Texturized vegetable proteins (TVP) can be used as a potential replacement of conventional meat and are commonly derived from soy proteins , or to a lesser extent, from wheat glutens  and legume proteins (for example, pea and chickpea) . Currently, plant-based meats are mainly produced through thermoplastic extrusion . This process can be categorized based upon the amount of water added, i.e., low moisture (20–35%) or high moisture (50–70%) . Both product types are made in three main steps: (1) pre-conditioning of the raw materials outside of the extruder; (2) heating and compression inside of the extruder; (3) cooling of the die and processing of the final product (for example, cutting to desired pieces) . Shear technology has also been used to structure vegetable proteins .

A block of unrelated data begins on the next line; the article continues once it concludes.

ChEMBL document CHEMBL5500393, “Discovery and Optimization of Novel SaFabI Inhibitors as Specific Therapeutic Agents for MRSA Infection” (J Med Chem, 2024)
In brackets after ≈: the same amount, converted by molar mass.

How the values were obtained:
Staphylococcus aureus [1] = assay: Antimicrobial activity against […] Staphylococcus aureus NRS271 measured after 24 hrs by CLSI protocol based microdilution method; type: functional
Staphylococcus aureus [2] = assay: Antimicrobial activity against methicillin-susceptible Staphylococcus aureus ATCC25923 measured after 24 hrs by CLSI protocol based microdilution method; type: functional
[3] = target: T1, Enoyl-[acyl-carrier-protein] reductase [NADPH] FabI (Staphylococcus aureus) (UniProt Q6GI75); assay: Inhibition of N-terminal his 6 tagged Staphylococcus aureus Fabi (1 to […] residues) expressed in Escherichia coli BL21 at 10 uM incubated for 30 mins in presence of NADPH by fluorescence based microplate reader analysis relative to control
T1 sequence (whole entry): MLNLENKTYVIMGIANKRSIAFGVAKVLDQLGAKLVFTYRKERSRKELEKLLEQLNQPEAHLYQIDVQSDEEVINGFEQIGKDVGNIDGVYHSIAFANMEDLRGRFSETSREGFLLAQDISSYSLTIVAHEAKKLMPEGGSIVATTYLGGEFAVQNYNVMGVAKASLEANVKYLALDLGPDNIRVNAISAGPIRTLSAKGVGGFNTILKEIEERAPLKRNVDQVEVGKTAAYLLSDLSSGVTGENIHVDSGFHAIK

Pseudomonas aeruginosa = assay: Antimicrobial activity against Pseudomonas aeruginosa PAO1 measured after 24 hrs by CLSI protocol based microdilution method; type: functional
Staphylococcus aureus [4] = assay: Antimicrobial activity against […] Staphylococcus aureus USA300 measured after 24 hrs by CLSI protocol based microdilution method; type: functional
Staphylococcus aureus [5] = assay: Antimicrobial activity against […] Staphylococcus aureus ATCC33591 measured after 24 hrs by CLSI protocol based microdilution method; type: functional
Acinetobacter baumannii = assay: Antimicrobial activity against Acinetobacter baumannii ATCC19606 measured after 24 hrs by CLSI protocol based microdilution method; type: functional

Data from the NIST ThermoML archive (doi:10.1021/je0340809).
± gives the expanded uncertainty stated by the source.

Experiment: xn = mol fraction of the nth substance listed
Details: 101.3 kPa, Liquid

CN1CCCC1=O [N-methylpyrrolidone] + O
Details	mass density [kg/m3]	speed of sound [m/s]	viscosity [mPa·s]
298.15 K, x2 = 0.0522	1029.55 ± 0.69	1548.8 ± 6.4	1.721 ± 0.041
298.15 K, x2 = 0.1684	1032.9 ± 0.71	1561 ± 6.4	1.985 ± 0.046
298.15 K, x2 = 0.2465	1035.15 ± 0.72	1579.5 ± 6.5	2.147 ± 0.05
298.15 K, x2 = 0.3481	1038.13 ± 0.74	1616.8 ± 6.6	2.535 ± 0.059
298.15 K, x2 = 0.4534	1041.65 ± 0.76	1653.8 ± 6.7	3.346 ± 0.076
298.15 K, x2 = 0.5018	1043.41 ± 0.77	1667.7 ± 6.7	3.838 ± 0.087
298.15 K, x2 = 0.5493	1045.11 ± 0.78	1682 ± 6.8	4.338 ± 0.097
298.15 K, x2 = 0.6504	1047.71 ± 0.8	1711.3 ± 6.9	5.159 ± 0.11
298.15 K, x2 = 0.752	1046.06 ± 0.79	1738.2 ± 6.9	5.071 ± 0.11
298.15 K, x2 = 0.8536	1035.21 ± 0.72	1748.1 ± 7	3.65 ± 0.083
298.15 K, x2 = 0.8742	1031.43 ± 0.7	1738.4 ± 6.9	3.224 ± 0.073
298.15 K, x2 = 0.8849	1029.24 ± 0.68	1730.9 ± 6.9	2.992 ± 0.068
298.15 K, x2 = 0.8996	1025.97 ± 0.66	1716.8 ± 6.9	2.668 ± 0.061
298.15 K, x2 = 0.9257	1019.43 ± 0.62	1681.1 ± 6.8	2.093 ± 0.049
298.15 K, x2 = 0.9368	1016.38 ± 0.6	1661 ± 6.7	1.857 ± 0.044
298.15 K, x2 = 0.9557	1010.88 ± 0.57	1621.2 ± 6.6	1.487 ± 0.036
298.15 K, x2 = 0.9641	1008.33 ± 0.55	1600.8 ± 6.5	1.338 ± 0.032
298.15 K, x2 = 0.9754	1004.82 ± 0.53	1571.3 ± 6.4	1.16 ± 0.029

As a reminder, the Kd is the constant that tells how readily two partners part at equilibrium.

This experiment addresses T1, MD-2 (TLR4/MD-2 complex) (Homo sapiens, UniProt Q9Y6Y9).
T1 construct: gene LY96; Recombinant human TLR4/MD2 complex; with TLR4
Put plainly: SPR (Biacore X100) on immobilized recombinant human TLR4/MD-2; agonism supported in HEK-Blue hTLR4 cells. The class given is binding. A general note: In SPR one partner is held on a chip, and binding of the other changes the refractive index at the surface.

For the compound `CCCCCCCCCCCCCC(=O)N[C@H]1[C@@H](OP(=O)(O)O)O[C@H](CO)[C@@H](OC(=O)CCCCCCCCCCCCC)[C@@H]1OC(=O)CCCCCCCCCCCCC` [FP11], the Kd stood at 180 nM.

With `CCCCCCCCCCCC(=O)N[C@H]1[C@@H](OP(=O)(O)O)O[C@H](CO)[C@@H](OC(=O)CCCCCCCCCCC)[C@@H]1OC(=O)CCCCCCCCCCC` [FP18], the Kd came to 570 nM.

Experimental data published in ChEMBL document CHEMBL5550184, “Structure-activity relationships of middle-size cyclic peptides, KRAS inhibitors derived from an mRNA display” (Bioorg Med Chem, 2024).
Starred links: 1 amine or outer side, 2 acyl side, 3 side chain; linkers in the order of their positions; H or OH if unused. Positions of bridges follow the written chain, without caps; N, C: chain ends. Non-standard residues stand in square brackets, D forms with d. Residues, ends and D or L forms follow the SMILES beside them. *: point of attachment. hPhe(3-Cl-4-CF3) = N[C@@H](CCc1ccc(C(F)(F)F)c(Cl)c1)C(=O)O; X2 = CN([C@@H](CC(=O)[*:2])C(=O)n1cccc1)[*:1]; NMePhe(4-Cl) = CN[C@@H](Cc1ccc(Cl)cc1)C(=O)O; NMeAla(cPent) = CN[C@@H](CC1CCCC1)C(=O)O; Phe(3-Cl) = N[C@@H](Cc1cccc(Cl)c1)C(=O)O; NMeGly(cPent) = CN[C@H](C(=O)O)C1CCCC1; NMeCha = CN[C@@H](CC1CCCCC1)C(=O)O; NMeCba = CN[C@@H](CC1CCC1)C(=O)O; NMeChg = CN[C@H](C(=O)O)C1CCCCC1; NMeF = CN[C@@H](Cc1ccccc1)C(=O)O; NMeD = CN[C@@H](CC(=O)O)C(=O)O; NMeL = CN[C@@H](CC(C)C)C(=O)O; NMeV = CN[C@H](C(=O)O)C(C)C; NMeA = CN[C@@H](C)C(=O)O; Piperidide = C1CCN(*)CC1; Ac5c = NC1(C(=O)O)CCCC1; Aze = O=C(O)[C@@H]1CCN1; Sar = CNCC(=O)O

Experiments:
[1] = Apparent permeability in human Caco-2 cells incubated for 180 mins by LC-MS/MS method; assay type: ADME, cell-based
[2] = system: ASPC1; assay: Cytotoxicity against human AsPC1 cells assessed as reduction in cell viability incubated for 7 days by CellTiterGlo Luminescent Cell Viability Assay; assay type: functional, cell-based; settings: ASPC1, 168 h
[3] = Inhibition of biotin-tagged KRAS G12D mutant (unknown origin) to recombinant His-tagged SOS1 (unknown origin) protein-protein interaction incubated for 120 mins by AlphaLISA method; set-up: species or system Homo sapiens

Insects have been a part of the human diet for centuries, particularly in Asia and Africa . According to the Food and Agriculture Organization of the United Nations (FAO), there are over 1900 insect species consumed around the world . This practice of eating insects, also known as entomophagy, is sustainable due to the high amounts of protein and polyunsaturated fatty acid contained in edible insects, although there are variations across species . Insects are also more effective in converting feed into edible body mass than farm animals . These have made them an attractive option for expanded production to improve global food security. Most edible insects are harvested from the wild, but they can also be semi-domesticated through habitat manipulation or reared in farms for a mass-scale production . Similar to other animals, insects require macronutrients (lipids, proteins and carbohydrates) and micronutrients (essential sterols and vitamins), which can be derived from animals, plants and yeast . In particular, polyunsaturated acids, essential amino acids and sterols must be supplied in the feeds, given that insects lack the ability to synthesize these compounds in sufficient amounts . In addition to adequate nourishments, rearing conditions (for example, temperature, humidity and population density) need to be optimized .